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Pele

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Re: New adopter of old technology with a basic question.
« Reply #2 on: May 19, 2020, 10:02:44 AM »

Can I have a different house code for the trigger?

Let's say my house code is C.
I've used C1-C16 on all the devices throughout my house and there are no more IDs available.
Can I use the remote on house code A to trigger the macro turning things on and off in house code C?
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dave w

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Re: New adopter of old technology with a basic question.
« Reply #3 on: May 19, 2020, 12:49:20 PM »

Can I have a different house code for the trigger?

Let's say my house code is C.
I've used C1-C16 on all the devices throughout my house and there are no more IDs available.
Can I use the remote on house code A to trigger the macro turning things on and off in house code C?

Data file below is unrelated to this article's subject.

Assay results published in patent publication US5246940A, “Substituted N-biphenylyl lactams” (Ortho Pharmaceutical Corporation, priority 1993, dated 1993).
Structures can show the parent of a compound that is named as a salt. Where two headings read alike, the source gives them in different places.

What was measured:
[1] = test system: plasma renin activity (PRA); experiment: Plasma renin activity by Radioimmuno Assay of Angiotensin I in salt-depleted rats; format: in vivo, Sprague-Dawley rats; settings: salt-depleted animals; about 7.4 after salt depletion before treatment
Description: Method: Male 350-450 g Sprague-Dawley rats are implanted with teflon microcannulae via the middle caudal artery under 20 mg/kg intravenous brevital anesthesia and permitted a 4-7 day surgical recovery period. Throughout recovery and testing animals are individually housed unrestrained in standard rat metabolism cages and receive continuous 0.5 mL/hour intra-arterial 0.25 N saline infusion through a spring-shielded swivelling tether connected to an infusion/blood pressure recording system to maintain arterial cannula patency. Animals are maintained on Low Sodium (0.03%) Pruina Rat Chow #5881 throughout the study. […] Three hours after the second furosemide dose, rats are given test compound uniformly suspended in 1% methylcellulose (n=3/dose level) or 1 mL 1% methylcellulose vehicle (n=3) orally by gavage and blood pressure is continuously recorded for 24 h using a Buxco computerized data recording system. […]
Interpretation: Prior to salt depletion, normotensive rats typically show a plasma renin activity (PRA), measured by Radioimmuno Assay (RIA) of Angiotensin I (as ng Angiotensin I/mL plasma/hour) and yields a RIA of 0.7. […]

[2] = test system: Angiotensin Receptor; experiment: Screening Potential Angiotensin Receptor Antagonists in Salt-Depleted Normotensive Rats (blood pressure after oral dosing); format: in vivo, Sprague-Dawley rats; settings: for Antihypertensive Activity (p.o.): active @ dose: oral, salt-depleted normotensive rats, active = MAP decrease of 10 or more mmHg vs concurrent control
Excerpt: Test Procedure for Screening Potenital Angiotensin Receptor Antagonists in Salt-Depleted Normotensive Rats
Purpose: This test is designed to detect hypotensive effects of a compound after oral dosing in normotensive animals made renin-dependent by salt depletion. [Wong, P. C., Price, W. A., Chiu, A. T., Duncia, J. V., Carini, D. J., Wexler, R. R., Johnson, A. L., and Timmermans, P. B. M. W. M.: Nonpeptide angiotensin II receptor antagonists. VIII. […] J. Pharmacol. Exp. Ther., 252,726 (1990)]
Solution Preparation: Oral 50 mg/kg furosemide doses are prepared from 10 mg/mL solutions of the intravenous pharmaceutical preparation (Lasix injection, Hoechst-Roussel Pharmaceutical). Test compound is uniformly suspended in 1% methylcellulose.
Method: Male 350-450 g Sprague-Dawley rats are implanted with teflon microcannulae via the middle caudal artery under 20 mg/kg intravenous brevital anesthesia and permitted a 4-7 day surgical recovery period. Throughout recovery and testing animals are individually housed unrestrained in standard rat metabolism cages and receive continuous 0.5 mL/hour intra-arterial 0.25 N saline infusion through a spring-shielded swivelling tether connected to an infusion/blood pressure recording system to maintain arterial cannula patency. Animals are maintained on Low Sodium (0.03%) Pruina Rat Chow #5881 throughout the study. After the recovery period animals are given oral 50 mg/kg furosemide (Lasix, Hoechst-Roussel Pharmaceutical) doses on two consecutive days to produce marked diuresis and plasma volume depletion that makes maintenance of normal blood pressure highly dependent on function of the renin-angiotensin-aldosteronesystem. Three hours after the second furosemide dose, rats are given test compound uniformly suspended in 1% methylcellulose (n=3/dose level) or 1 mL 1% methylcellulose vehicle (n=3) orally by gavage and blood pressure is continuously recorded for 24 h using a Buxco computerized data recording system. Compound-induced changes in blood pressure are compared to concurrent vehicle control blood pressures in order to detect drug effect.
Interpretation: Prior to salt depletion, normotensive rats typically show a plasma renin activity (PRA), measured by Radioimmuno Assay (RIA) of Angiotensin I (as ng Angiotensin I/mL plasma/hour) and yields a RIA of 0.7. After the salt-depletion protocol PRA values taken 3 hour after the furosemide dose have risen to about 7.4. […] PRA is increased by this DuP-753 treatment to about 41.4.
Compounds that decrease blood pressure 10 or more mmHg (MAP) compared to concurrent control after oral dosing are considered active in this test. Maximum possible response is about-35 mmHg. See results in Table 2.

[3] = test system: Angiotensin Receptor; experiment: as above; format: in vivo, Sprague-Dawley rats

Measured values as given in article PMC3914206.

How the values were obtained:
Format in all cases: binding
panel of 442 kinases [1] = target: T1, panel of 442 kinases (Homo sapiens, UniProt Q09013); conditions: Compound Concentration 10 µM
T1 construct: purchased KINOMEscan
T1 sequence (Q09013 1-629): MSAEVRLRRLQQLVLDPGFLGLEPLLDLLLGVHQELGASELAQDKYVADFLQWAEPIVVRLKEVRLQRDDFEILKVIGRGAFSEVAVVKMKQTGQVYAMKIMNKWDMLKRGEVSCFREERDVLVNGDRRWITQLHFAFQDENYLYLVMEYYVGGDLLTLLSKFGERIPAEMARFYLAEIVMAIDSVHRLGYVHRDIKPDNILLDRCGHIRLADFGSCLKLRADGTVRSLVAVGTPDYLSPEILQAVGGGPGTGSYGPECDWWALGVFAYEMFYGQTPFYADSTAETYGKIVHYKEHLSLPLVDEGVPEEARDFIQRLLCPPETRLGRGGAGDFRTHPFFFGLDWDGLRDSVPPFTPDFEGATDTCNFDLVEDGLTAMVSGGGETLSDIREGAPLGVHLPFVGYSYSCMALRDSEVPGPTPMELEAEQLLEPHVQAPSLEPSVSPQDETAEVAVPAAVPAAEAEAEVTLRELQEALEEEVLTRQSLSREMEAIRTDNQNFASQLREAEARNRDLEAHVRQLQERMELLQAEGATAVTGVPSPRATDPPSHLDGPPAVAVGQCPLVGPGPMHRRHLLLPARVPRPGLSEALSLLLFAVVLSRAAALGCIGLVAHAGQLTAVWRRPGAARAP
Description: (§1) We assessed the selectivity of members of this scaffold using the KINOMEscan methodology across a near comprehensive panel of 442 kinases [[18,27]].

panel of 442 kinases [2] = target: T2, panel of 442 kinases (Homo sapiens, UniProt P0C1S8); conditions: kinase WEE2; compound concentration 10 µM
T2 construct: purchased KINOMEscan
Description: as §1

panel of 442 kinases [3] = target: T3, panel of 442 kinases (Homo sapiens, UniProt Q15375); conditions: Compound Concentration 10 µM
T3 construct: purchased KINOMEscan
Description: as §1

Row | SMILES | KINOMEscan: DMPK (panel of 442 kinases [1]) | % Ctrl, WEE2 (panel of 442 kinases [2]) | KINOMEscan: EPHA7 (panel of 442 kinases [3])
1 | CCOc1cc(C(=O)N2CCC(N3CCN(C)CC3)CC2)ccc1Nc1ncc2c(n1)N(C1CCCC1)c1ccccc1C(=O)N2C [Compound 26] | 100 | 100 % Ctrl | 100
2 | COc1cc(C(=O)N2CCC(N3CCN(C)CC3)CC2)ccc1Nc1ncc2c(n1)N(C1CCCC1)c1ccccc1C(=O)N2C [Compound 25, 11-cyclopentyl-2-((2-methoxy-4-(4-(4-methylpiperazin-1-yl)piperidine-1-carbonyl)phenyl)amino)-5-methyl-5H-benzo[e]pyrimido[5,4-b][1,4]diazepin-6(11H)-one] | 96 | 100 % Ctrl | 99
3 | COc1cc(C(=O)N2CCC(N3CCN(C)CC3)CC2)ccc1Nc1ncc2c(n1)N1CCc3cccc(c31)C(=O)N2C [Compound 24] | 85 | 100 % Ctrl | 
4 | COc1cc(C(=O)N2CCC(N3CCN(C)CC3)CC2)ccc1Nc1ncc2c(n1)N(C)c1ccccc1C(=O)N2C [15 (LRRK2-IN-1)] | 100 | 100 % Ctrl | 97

Not the way you have described it. Homelink could memorize a "house code ON, or house code OFF", but it needs the RF code to memorize, and I don't know of a currently available X10 RF remote that will transmit "house code C ON" . The RF remotes are designed to control at the unit code level. (The actual transmitted protocol is: "unit code C1" "house code C ON" and that burst is transmitted several times from the HR12, to turn on unit C1.

Using Active Home Pro and the CM15A you would set up set up two macros to light up the home. For example: D1 ON  = Turn on house code C. D1 OFF = turn off house code C. (or you could use "D2ON" to trigger the OFF macro). Then use your HR12 to program Homelink the D1 ON and OFF codes.
BTW my own experience is the receiver in the CM15A is not that great. People have gone as far as adding an F connector or BNC ad a tuned external antenna.  There is a lot of info on the forum about the poor CM15A reception. don't know if the current CM15A is improved or not.
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Pele

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Re: New adopter of old technology with a basic question.
« Reply #4 on: May 19, 2020, 01:49:00 PM »

Not the way you have described it. Homelink could memorize a "house code ON, or house code OFF", but it needs the RF code to memorize, and I don't know of a currently available X10 RF remote that will transmit "house code C ON" . The RF remotes are designed to control at the unit code level. (The actual transmitted protocol is: "unit code C1" "house code C ON" and that burst is transmitted several times from the HR12, to turn on unit C1.